The width of header row spacer bar 40 depends on whether the header has a single row or a double row. For a single row header, header row spacer 40 is about 0.250″ wide, and for a double row header, header row spacer 40 is about 0.180″ wide. Header row spacer bar 20 is held to the top of breaker section 14 by two button head screws, located on each side of clamp 35. If the width (i.e., the number of pins) is being changed, header row spacer 40 is changed. In addition, the positions of sensors 72 and 74 are specific for the header row spacer bar 40.
Pin length can range from ¼″ to 1″. If the pin length is different, then the placement of sensors 72 and 74 are changed.
As stated above, feeder 1 may be adapted to feed and break any suitable matrix of connectors. Preferably, feeder 1 is adapted to feed and break a matrix of pin headers for surface mounting on a PCB. Such a preferred matrix of pin headers is described in co-pending U.S. patent application Ser. No. 09/166,632, which is incorporated herein by reference in its entirety. In brief, referring to FIGS. 6 and 7, the preferred matrix of pin headers has a PCB base with square pins. The preferred matrix is provided in a strip form, with individual pin headers having either a single or a double row of pins. Scribe lines in the matrix define the size of the individual pin headers. Preferably, the matrix is scribed on both the top and bottom surfaces thereof. The individual headers are broken from the matrix one at a time and presented to the nozzle of the placement machine to which feeder 1 is associated.
Referring again to FIG. 1, feeder device 1 may be installed on a placement machine using any suitable mounting structure. As stated above, feeder device 1 may have magnetic bar 28. In addition, feeder device 1 may use a latch. Preferably, the mechanical interface with the host machine varies by host machine model. For example, the feeder device may have slots and/or bushings to engage rows of dowel pins, such as those used in placement machines manufactured by Siemens and sold under the trademarks Siplace F4 and F5. As another example, feeder device 1 may have ribs and/or similar structures to engage grooves, such as those used in placement machines manufactured by Fuji and sold under the trademark IP.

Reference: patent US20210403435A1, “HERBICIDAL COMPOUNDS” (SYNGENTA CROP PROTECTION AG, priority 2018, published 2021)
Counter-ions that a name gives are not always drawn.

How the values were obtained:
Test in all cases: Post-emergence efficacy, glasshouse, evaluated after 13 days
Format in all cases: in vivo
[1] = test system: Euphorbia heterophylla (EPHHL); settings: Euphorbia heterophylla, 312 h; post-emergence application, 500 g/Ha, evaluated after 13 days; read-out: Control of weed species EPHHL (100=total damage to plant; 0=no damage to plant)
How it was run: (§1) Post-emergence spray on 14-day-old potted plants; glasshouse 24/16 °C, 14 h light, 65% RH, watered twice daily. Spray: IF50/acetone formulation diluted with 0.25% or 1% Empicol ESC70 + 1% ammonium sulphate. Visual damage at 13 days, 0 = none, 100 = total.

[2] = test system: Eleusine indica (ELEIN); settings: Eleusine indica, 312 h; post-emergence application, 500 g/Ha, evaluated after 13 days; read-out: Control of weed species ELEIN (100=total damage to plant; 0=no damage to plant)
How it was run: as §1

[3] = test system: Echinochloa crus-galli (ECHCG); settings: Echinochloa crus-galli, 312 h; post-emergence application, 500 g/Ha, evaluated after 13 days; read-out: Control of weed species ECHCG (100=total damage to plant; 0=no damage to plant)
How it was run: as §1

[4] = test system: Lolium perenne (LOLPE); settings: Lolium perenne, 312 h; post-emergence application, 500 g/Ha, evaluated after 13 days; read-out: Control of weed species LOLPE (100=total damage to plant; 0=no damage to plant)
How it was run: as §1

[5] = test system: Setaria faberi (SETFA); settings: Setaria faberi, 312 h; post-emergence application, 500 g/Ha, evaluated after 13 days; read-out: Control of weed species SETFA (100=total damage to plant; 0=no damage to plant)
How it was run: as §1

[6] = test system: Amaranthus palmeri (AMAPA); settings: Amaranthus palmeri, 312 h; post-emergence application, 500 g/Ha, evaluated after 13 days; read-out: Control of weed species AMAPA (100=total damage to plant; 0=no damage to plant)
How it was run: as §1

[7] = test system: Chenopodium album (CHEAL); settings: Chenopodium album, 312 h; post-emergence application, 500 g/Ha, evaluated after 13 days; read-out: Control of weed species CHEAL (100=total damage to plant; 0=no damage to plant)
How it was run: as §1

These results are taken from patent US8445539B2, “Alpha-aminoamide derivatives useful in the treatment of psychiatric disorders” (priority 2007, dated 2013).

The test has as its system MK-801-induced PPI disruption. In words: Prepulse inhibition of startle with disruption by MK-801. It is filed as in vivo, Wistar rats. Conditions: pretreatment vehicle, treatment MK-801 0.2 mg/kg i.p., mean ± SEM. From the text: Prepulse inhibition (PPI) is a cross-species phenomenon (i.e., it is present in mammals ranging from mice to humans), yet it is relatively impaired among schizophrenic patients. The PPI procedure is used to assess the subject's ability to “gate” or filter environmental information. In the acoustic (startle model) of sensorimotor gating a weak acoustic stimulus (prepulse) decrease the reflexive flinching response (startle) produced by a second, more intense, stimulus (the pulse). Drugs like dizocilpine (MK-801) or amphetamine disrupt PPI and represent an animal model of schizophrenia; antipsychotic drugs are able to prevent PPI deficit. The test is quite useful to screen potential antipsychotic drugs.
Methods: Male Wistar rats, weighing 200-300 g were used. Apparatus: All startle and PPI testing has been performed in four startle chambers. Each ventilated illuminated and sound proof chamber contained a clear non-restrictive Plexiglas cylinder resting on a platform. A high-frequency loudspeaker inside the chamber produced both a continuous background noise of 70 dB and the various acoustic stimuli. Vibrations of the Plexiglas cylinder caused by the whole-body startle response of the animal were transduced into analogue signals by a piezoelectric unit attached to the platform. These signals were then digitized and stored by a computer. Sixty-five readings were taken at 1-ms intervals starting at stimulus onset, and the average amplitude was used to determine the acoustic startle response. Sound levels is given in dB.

To use feeder 1, a matrix 80 is placed on conveyor belt 64 at the rear of feeder 1. Preferably, as long as there is room on conveyor belt 64, a matrix 80 can be loaded thereon at any time during the operation of feeder 1. Once matrix 80 is loaded, conveyor belt 64 transports matrix 80 until the leading edge of matrix 80 contacts header row spacer 40. At that point, the leading row of pins on matrix 80 blocks header-in-place sensor 72. A signal from header-in-place sensor 72 stops conveyor belt 64. Conveyor belt 64 briefly reverses direction to relieve any pushing pressure on matrix 80.
As soon as the leading row of pins on matrix 80 blocks header-in-place sensor 72, clamp cylinder 38 retracts, causing clamp 35 to close on the top of the first pin header. Clamp 35 is closed by torsion springs 45. The amount of pressure exerted on the first pin header is preferably adjustable by a clamp force cylinder 39.
Referring to FIG. 5, once clamp 35 is closed on the first pin header, clamp 35 and breaker cylinder 37 retract. Since clamp 35 is connected to breaker cylinder 37 by a breaker linkage 36, the resulting action is that clamp 35 rotates around breaker pivot bearing 58. The lead pin header also rotates, since it is closed within clamp 35, and breaks free from the rest of matrix 80. The “snap” action of breaker section 16 needs to be fairly fast, but the impact at the end of stroke should not be violent. Alternatively, once the lead pin header is broken from matrix 80, the freed pin header can be dropped and/or raised relative to matrix 80, for example, about 0.1 inch, in order to ensure that the freed pin header is completely separated from matrix 80. Preferably, feeder device 1 has an appropriate flow controller or controllers to adjust the speed of the operation of breaker section 16. As soon as retraction of breaker cylinder 37 is detected by breaker cylinder retract sensor 51, clamp cylinder 38 extends, which returns the freed pin header to a substantially level position. The freed pin header is held in place by the force of clamp torsion springs 25 and/or by vacuum clamping ports (not shown). Clamp force cylinder 39 retracts and feeder 1 waits for the placement machine to come and pick the freed pin header. At any time during this operation, optionally provided vacuum cleaning ports may be employed to remove dust and other debris from break section 14.
The nozzle of the placement machine blocks the placement machine nozzle sensor 74 when it approaches the top if the freed pin header. When this happens, clamp cylinder 38 extends, unclamping the pin header, so that the freed pin header can be removed by the nozzle. Optionally, when vacuum clamping ports are used to hold the freed pin header, the vacuum ports are pressurized to agitate the pin header from its close proximity to the matrix 80 and also to move the freed pin header into the nozzle of the placement machine.
As soon as both placement machine nozzle sensor 74 and header-in-place sensor 72 are unblocked, conveyor belt 64 is driven and the next pin header in matrix 80 is stopped against header row spacer 40.
The feeder's ease of loading, along with its large capacity, decreases the amount of time spent on refills and results in smoother operation interactions with the machines. The feeder's narrow design provides high feeder density to the host machine.
The foregoing represents a description of a preferred embodiment of the present invention. Variations and modifications of the embodiments described and shown herein will be apparent to persons skilled in the art, without departing from the inventive concepts disclosed herein.